Plants in the Daisy Family

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The daisy family covers an immense number of plants including annuals, biennials, perennials, shrubs, herbs and trees. Your favorite herbs or flowers are probably a member of the daisy family that account for over 25 thousand species. Giant sunflowers growing in the garden, lettuce and artichokes that everyone enjoys eating and the chamomile tea you drink, are all from the daisy family.

Field of Shasta daisies.
(daisies image by Edsweb from Fotolia.com)

Asters are easy-to-grow perennials that come in many shades of pink, purple or blue and all have a yellow center. They prefer sunny locations, but will tolerate shady conditions as well.

They grow from one-foot to two-feet high with blossoms appearing in mid-summer. Plants are started from seed and propagated by division. Add compost to the soil to produce extra blossoms and mulch to retain moisture and hold down weeds. Fertilizing once a month ensures healthier plants and a beautiful garden display.

Pink asters
Pink aster image by krzysztofn from Fotolia.com

Calendula (Calendula officinalis) is one of the easier types of annuals to grow from seed and they grow quickly. Their beautiful lemon, yellow or orange colored blossoms will appear by mid-summer. Calendula will bloom in poor soils, but they will produce healthier blossoms when grown in well-drained, composted soil.

Unlike asters that have relatively few problems with insects, these flowers fall prey to aphids. Sevin is a good pesticide for killing aphids or use a water hose to spray plants removing aphids, which works equally as well.

Calendula double
Calendula doble image by vebook from Fotolia.com

Chrysanthemums not only display beautiful blossoms but they are hardy as well, often blooming after the first snowflakes have fallen. They tolerate any soil conditions, but perform best in well-drained soil with partial to full sun. Flower-heads come in shades of white, yellow or red, in large round daisy-like blossoms or shaggy-head variations.

Propagate by division, cuttings or seed. Big, colorful blossoms can be encouraged by using fertilizer with high Phosphorous content. Chrysanthemum cuttings provide cheery splashes of color and last well in vases.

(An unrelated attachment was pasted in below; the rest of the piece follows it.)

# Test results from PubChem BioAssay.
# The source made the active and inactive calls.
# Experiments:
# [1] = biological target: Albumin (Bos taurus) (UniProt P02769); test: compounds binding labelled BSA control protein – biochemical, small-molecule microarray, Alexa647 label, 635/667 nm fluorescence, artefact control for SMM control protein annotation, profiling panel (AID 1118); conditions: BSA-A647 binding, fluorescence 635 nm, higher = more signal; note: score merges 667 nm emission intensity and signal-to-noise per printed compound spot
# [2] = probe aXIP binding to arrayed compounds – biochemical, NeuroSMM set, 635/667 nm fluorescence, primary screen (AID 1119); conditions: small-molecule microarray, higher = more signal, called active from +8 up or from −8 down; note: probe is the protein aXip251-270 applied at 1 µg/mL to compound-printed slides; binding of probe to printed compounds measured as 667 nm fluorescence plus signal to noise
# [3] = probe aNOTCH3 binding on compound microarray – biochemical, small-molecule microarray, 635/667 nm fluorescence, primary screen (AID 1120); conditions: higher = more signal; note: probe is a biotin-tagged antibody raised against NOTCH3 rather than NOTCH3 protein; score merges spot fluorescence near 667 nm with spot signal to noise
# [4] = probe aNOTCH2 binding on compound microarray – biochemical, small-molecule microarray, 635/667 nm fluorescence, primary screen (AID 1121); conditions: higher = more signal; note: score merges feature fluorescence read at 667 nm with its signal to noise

Yellow Chrysanthemum.
chrysanthemum image by Sammy from Fotolia.com

Sunflowers are the giants of the flower world and bear striking yellow and orange petals with edible sunflower seeds. People grow them just for fun and they are especially entertaining and educational for young children getting their first experience with horticulture. Giant varieties will grow over 20 feet tall, with blossoms in excess of two feet wide.

Mexican and tithonia sunflowers will grow four to six feet tall with small daisy-like flowers, blooming from summer into fall. Sunflower seeds sold as giants usually have one large flower-head while other varieties of giants have many smaller sized flowers.

Tall sunflowers towering over a garden
pretty sunflowers image by Maria Brzostowska from Fotolia.com

Zinnias come in a rainbow of assorted colors including white, red, yellow, purple, orange, rose and pinks. Plants produce solid-colored blossoms or striking multi-colored daisy-like flowers.

They come in miniature or giant varieties, ranging from one foot to over three feet in height. These hardy, easy-to-grow flowers bloom in mid-summer until the first frost. Removing dead blossoms and trimming foliage encourages new green growth and more flowers. Insects and diseases are not normally a problem with zinnias.

Bright lavender zinnia
Perfect Zinnia image by maureen rigdon from Fotolia.com

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